The people talk

The people talk

The Feast of Tabernacles.

(The Gospel History, Section 77)

The Jews therefore sought him at the feast, and said, Where is he? And there was much murmuring among the multitudes concerning him: some said, He is a good man: others said, Not so, but he leadeth the multitude astray. Howbeit no man spake openly of him for fear of the Jews.

The people talk

(The Saviour of the World, Vol V Book I Poem VII)

Meetings and greetings, hurryings to and fro,
Comings and goings, exchange of family news,—
Was ever scene so animated, gay?
But not all given to mirth and jollity,—
The crowds that throng the City: see them sing
And play before the Lord, what time they catch
Some ruler’s supercilious glance; saith he,—
“No mischief brews behind the staring eyes,
Wide mouths of the fool-people! All is well!”
No sooner turns he than folk talk again
In whispers, glancing fearful round the while;
The shifting crowd resolve them into groups,
And all groups canvass, keen, the selfsame theme:—
“What think ye, will He come?” “Nay, for the Jews,
Our Rulers, lie in wait;—see ye yon man,
Watching, as cat a mouse? and yon? and yon?
They’re servitors of the temple; everywhere,
Scattered among the folk, they lay an ear:
‘Who be His followers?’ ask the crafty priests,—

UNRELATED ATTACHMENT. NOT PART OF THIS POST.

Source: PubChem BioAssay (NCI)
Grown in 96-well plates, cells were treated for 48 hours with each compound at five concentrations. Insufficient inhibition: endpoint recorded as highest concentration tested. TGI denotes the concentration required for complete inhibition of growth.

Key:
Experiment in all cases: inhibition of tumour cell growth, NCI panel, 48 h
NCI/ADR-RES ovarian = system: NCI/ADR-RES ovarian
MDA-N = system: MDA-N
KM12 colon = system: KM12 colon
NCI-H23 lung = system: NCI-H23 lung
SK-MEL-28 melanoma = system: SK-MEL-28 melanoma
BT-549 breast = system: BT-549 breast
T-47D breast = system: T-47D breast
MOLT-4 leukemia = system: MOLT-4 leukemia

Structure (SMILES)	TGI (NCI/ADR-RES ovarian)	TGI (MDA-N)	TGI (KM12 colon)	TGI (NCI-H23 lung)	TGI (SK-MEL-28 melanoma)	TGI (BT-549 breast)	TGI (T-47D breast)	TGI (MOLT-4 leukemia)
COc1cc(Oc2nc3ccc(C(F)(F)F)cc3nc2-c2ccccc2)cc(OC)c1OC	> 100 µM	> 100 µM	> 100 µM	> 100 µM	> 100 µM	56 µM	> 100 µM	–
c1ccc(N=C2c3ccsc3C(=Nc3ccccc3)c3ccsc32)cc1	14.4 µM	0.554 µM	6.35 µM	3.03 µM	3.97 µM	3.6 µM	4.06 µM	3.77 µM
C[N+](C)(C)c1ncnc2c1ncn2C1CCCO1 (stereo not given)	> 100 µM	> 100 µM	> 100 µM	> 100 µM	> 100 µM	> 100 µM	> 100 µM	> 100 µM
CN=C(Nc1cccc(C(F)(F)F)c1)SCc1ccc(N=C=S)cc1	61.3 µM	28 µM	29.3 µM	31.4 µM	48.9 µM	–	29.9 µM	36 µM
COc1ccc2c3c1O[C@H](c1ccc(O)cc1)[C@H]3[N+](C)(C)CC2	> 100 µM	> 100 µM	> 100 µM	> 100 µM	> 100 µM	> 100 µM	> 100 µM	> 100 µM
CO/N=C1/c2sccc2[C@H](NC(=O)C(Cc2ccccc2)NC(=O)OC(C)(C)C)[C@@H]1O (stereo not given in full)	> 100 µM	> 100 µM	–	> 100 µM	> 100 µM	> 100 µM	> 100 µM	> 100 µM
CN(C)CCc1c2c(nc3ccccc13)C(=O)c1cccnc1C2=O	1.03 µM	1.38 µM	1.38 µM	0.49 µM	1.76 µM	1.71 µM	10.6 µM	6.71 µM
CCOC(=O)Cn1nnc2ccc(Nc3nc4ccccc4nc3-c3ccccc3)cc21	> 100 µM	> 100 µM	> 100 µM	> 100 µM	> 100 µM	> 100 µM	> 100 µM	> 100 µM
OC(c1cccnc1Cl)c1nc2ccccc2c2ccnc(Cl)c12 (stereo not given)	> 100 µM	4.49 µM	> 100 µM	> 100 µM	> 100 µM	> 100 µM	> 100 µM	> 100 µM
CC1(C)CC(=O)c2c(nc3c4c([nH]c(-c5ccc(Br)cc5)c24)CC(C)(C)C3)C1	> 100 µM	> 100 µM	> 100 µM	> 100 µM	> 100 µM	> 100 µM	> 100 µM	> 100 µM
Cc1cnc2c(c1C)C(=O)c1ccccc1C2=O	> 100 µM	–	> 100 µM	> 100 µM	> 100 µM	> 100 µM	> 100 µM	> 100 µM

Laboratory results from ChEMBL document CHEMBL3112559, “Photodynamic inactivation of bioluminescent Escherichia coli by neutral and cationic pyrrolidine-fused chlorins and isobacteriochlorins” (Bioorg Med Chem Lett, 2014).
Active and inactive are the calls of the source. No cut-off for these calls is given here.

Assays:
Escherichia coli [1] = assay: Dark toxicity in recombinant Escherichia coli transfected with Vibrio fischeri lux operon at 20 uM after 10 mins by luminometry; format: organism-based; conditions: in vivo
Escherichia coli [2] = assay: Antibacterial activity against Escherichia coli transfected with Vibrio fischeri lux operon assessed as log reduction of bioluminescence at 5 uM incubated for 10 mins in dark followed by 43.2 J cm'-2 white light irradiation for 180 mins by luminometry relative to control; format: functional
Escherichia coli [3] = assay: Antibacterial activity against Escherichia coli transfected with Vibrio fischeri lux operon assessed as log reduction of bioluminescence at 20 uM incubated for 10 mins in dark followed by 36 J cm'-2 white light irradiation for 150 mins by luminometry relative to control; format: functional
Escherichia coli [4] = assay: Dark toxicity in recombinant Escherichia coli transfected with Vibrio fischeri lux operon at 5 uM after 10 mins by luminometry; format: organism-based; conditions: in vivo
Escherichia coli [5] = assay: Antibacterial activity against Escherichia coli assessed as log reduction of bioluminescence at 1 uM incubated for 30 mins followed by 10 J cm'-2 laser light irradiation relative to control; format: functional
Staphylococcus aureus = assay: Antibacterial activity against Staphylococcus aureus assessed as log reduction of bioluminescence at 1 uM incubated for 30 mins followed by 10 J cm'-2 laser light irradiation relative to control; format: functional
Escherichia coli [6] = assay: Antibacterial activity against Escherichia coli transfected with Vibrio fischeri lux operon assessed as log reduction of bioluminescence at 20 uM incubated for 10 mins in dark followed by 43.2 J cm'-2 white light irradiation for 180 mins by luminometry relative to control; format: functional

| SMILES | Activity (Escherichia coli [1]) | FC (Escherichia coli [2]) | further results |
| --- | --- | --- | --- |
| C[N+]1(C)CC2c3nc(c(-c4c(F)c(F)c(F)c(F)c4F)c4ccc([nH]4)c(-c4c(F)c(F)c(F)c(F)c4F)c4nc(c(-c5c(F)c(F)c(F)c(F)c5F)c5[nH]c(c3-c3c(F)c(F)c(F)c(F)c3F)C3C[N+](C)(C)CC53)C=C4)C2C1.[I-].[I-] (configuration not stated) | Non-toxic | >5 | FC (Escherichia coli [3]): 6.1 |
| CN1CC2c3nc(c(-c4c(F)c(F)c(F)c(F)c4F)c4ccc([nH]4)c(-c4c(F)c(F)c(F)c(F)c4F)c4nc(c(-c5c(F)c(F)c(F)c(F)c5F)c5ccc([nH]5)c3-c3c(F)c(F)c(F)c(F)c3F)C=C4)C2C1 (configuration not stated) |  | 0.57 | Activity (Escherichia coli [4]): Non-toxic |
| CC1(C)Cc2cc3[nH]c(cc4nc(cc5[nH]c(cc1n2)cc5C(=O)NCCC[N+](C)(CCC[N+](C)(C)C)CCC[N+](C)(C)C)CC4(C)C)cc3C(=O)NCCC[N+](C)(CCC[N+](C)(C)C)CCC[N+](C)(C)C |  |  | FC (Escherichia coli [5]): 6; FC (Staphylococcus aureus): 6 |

And, mark you, things shall go but ill for him,
Who follows Jesus, named, of Nazareth!
What hope for Him, then, should He dare come here?
But He knows better—take my word for that!”
“But He’s a good man,” said a grateful soul
Whom Christ had raised from lingering sick bed,—
“Not worse than you or I, or other folk.”
“Good friend, thou art misled,” a sleek man cried,
Who knew it behoved him to keep well with those—
The Rulers of Israel who dealt out fat things,—
“Be not deceived by manifold good works
And ways of holiness; he doth but mock
The people, easily led; have ye ne’er heard,—
False prophets shall arise and lead astray
Them who give ear?”

That none in all that crowd,

Where thousand souls had known the ease of words
Dropped cool and healing on the burning spot
Of sin-wrought misery, where thousand frames,
Diseased, had known His touch, where many men
Had followed Him, disciples for a while,—
That none should up and say, “He is the Lord,
That Son of David, should deliver us!”
“No worse than the rest of us, a worthy man,”—
Behold, the limit of their poltroon praise!

And we—we who’ve heard words that quicken’d us,
Have passed through days when, “Lord, Lord!” was the cry,
Saved us from madness, we who know indeed,
Holding this secret knowledge of the Lord—
The light, the fire, the comfort of our days,—
Yet do we dare presume, judicial, cold,
To weigh the claims of Christ,—“Certes, He’s good,
The best of human kind, let’s say; no peer
Has risen to Him of Nazareth since time was:
But to suppose Him more than man, why, that
Would rank us with the credulous, ignorant:
This our last word,—‘He’s a good man, be sure!’”

But what say these? “Leadeth the multitude
Astray, giveth laws the Rulers know not of,
Should make the people free—each man sustained
By other meat than we wot of, set at large
From the thraldom of those laws that fetter men,—
Nay, let them know they be of small account,
The common people!”

St. John vii. 11–13.

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